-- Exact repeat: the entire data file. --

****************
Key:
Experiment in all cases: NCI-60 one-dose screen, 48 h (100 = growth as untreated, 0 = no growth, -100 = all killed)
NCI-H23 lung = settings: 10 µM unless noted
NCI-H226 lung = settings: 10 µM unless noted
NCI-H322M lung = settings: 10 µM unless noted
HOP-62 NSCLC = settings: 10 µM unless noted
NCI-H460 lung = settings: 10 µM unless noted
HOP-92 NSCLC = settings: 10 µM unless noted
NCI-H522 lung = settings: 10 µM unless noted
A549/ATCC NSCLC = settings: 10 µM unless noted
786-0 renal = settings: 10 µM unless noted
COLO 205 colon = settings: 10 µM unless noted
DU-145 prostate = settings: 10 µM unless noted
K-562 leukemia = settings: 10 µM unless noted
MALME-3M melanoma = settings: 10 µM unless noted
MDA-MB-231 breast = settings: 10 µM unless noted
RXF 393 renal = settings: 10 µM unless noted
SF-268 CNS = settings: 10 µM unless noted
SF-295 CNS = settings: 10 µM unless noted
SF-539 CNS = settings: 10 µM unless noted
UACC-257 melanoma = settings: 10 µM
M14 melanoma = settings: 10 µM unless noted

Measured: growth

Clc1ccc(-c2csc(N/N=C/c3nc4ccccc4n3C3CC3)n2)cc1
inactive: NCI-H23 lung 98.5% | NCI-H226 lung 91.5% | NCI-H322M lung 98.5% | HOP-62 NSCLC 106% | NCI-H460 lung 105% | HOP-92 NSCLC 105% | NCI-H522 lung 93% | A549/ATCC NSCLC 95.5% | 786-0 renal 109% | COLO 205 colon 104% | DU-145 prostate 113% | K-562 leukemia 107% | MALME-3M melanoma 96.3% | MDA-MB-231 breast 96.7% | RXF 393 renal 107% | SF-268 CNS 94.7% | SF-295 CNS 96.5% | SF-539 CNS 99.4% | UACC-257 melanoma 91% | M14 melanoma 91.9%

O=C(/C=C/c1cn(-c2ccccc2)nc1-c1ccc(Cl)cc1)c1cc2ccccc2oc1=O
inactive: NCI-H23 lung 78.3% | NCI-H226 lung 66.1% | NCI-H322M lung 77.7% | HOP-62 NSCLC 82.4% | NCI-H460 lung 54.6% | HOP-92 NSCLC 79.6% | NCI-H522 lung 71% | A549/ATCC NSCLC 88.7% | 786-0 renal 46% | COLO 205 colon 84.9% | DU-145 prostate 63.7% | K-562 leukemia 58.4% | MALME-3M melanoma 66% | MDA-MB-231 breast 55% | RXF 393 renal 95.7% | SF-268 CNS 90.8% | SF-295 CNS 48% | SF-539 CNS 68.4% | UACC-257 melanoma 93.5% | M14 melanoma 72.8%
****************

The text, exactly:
Key:
Experiment in all cases: NCI-60 one-dose screen, 48 h (100 = growth as untreated, 0 = no growth, -100 = all killed)
NCI-H23 lung = settings: 10 µM unless noted
NCI-H226 lung = settings: 10 µM unless noted
NCI-H322M lung = settings: 10 µM unless noted
HOP-62 NSCLC = settings: 10 µM unless noted
NCI-H460 lung = settings: 10 µM unless noted
HOP-92 NSCLC = settings: 10 µM unless noted
NCI-H522 lung = settings: 10 µM unless noted
A549/ATCC NSCLC = settings: 10 µM unless noted
786-0 renal = settings: 10 µM unless noted
COLO 205 colon = settings: 10 µM unless noted
DU-145 prostate = settings: 10 µM unless noted
K-562 leukemia = settings: 10 µM unless noted
MALME-3M melanoma = settings: 10 µM unless noted
MDA-MB-231 breast = settings: 10 µM unless noted
RXF 393 renal = settings: 10 µM unless noted
SF-268 CNS = settings: 10 µM unless noted
SF-295 CNS = settings: 10 µM unless noted
SF-539 CNS = settings: 10 µM unless noted
UACC-257 melanoma = settings: 10 µM
M14 melanoma = settings: 10 µM unless noted

Measured: growth

Clc1ccc(-c2csc(N/N=C/c3nc4ccccc4n3C3CC3)n2)cc1
inactive: NCI-H23 lung 98.5% | NCI-H226 lung 91.5% | NCI-H322M lung 98.5% | HOP-62 NSCLC 106% | NCI-H460 lung 105% | HOP-92 NSCLC 105% | NCI-H522 lung 93% | A549/ATCC NSCLC 95.5% | 786-0 renal 109% | COLO 205 colon 104% | DU-145 prostate 113% | K-562 leukemia 107% | MALME-3M melanoma 96.3% | MDA-MB-231 breast 96.7% | RXF 393 renal 107% | SF-268 CNS 94.7% | SF-295 CNS 96.5% | SF-539 CNS 99.4% | UACC-257 melanoma 91% | M14 melanoma 91.9%

O=C(/C=C/c1cn(-c2ccccc2)nc1-c1ccc(Cl)cc1)c1cc2ccccc2oc1=O
inactive: NCI-H23 lung 78.3% | NCI-H226 lung 66.1% | NCI-H322M lung 77.7% | HOP-62 NSCLC 82.4% | NCI-H460 lung 54.6% | HOP-92 NSCLC 79.6% | NCI-H522 lung 71% | A549/ATCC NSCLC 88.7% | 786-0 renal 46% | COLO 205 colon 84.9% | DU-145 prostate 63.7% | K-562 leukemia 58.4% | MALME-3M melanoma 66% | MDA-MB-231 breast 55% | RXF 393 renal 95.7% | SF-268 CNS 90.8% | SF-295 CNS 48% | SF-539 CNS 68.4% | UACC-257 melanoma 93.5% | M14 melanoma 72.8%